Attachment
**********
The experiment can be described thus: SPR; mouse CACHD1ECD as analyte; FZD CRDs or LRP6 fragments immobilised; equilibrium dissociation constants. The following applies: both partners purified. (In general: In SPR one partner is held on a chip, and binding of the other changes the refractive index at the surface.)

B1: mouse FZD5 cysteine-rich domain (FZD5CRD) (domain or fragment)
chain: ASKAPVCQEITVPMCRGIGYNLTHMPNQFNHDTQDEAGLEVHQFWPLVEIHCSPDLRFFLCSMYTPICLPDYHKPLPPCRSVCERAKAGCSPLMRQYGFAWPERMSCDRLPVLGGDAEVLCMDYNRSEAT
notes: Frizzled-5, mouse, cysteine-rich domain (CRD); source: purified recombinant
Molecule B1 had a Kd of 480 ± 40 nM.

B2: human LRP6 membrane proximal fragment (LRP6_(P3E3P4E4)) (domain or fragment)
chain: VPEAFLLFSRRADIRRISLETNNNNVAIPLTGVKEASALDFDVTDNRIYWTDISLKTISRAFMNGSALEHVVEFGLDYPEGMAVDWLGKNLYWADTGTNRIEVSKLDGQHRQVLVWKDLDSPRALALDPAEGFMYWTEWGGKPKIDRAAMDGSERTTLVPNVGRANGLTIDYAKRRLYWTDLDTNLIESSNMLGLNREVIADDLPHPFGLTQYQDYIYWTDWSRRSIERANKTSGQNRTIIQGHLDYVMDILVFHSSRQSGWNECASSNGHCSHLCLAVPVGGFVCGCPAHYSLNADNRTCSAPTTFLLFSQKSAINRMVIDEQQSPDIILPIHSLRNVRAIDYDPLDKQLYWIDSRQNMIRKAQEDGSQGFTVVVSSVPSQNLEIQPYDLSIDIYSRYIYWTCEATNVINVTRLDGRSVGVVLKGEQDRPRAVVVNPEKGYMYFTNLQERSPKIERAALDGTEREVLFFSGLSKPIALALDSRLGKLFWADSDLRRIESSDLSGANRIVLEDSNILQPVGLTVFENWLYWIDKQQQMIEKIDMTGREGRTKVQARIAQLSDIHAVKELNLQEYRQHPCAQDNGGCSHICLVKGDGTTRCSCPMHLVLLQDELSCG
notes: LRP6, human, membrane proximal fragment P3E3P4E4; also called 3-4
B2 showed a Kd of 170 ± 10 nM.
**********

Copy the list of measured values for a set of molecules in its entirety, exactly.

The experiment can be described thus: SPR; mouse CACHD1ECD as analyte; FZD CRDs or LRP6 fragments immobilised; equilibrium dissociation constants. The following applies: both partners purified. (In general: In SPR one partner is held on a chip, and binding of the other changes the refractive index at the surface.)

B1: mouse FZD5 cysteine-rich domain (FZD5CRD) (domain or fragment)
chain: ASKAPVCQEITVPMCRGIGYNLTHMPNQFNHDTQDEAGLEVHQFWPLVEIHCSPDLRFFLCSMYTPICLPDYHKPLPPCRSVCERAKAGCSPLMRQYGFAWPERMSCDRLPVLGGDAEVLCMDYNRSEAT
notes: Frizzled-5, mouse, cysteine-rich domain (CRD); source: purified recombinant
Molecule B1 had a Kd of 480 ± 40 nM.

B2: human LRP6 membrane proximal fragment (LRP6_(P3E3P4E4)) (domain or fragment)
chain: VPEAFLLFSRRADIRRISLETNNNNVAIPLTGVKEASALDFDVTDNRIYWTDISLKTISRAFMNGSALEHVVEFGLDYPEGMAVDWLGKNLYWADTGTNRIEVSKLDGQHRQVLVWKDLDSPRALALDPAEGFMYWTEWGGKPKIDRAAMDGSERTTLVPNVGRANGLTIDYAKRRLYWTDLDTNLIESSNMLGLNREVIADDLPHPFGLTQYQDYIYWTDWSRRSIERANKTSGQNRTIIQGHLDYVMDILVFHSSRQSGWNECASSNGHCSHLCLAVPVGGFVCGCPAHYSLNADNRTCSAPTTFLLFSQKSAINRMVIDEQQSPDIILPIHSLRNVRAIDYDPLDKQLYWIDSRQNMIRKAQEDGSQGFTVVVSSVPSQNLEIQPYDLSIDIYSRYIYWTCEATNVINVTRLDGRSVGVVLKGEQDRPRAVVVNPEKGYMYFTNLQERSPKIERAALDGTEREVLFFSGLSKPIALALDSRLGKLFWADSDLRRIESSDLSGANRIVLEDSNILQPVGLTVFENWLYWIDKQQQMIEKIDMTGREGRTKVQARIAQLSDIHAVKELNLQEYRQHPCAQDNGGCSHICLVKGDGTTRCSCPMHLVLLQDELSCG
notes: LRP6, human, membrane proximal fragment P3E3P4E4; also called 3-4
B2 showed a Kd of 170 ± 10 nM.